Dairy-Borne Disease Outbreak and Milk Demand: A Study Using Outbreak Surveillance Data
Agricultural and Resource Economics Review, Forthcoming
18 Pages Posted: 19 Jul 2009
Date Written: July 16, 2009
We utilize the outbreak surveillance data from the Centers for Disease Control and Prevention (CDC) to examine whether consumer demand was impacted by the outbreak of foodborne disease. An additional person sickened due to the ingestion of tainted cheese products at home is found to decrease per capita milk demand in New York State by 0.13% (or 0.07 pound), while milk- and ice cream-borne disease outbreaks, occurring at home or public places, are found to have no impact on fluid milk demand. Our results imply the existence of the word-of-mouth effects, which cannot be tested by the popular information/media index approach used to measure food borne disease outbreaks. We also find that a 7% increase in generic advertising expenditures or a 10% increase in expenditures on non-advertising marketing activities can offset the negative influence of one ill person in cheese-borne disease outbreaks at home, while holding other demand factors constant.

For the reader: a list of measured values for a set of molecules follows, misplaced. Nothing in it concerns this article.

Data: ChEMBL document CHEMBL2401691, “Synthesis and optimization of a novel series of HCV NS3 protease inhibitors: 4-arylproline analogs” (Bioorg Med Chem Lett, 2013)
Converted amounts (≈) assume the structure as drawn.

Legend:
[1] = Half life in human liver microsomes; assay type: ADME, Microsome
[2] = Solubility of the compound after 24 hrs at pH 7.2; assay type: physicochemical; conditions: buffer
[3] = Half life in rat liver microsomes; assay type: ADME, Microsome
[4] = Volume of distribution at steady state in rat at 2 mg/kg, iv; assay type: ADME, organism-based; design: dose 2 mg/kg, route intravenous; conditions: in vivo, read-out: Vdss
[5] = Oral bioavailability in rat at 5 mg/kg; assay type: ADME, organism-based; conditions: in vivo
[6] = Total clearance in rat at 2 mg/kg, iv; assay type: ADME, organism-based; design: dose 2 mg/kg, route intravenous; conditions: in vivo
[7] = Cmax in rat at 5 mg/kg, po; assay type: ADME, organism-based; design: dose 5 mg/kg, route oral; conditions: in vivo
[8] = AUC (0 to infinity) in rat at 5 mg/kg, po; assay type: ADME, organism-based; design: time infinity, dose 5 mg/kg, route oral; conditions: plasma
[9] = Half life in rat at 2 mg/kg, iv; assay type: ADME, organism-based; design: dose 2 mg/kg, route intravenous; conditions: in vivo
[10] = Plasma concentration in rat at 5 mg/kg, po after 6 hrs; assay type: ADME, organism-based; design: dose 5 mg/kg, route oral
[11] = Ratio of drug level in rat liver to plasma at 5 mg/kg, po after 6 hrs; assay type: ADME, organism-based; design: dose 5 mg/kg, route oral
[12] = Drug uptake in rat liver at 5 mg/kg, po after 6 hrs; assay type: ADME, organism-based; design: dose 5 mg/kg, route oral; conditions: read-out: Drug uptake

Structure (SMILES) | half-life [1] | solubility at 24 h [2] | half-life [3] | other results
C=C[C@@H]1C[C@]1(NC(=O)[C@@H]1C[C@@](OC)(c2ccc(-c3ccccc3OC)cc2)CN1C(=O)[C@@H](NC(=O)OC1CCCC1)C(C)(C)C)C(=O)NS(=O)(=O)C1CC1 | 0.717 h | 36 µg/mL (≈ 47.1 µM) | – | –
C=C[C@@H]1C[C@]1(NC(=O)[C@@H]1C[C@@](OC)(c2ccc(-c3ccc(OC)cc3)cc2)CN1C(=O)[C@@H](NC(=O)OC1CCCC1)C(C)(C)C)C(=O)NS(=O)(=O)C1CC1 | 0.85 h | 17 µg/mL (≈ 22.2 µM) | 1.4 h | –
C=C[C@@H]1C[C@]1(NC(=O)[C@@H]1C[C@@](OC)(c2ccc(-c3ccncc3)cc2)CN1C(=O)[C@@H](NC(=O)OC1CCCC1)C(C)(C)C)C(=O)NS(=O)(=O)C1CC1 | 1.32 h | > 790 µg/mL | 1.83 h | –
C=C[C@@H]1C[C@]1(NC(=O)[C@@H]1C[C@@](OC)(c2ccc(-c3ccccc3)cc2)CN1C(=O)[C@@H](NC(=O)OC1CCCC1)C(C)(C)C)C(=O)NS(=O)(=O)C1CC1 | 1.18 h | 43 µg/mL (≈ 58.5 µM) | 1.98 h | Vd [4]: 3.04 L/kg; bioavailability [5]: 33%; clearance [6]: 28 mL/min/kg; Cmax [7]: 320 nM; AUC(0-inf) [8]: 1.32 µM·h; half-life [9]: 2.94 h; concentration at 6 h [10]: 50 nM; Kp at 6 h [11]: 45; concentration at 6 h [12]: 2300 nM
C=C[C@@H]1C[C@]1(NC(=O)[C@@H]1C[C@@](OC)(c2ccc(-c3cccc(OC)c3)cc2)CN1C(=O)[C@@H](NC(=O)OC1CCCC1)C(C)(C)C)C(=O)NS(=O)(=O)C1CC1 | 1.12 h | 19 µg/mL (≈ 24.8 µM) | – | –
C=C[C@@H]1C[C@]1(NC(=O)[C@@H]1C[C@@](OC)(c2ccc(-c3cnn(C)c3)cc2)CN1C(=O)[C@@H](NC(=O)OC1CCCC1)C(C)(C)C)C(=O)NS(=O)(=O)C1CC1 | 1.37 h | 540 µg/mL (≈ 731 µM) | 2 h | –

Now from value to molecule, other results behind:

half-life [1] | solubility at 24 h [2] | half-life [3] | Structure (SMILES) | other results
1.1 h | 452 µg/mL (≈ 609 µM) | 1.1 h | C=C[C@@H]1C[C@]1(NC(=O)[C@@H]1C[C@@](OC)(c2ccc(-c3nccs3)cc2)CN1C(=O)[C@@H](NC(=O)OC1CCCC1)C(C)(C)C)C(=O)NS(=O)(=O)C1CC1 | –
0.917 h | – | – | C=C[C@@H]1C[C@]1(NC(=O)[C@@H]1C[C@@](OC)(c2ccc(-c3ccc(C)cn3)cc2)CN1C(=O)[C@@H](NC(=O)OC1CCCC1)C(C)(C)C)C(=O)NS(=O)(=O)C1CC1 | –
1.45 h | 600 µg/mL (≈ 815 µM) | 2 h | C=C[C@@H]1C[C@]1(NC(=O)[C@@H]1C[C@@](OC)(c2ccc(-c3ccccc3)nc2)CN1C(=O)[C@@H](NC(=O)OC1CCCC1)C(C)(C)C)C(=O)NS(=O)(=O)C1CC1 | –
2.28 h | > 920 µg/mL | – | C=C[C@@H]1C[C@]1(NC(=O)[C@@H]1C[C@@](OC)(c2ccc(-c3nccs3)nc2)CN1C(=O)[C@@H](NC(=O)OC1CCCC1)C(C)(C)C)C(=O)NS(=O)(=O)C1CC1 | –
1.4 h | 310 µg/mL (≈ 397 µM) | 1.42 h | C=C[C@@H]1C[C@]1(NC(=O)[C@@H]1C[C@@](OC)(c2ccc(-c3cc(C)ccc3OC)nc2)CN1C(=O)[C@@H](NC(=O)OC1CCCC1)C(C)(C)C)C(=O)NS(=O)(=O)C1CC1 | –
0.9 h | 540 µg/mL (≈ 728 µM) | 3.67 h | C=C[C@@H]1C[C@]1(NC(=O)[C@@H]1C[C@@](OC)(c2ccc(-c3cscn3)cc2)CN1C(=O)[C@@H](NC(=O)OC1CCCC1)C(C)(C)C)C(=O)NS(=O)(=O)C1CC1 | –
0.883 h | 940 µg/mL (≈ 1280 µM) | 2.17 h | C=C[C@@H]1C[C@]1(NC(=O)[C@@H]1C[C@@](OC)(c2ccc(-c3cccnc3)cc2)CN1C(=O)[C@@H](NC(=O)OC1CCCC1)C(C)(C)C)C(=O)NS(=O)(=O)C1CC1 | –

Keywords: Centers for Disease Control and Prevention, dairy-borne disease outbreak (DBDO), fluid milk demand, food-borne disease outbreak (FBDO), outbreak surveillance data
JEL Classification: Q11, M37, I1
Suggested Citation: Suggested Citation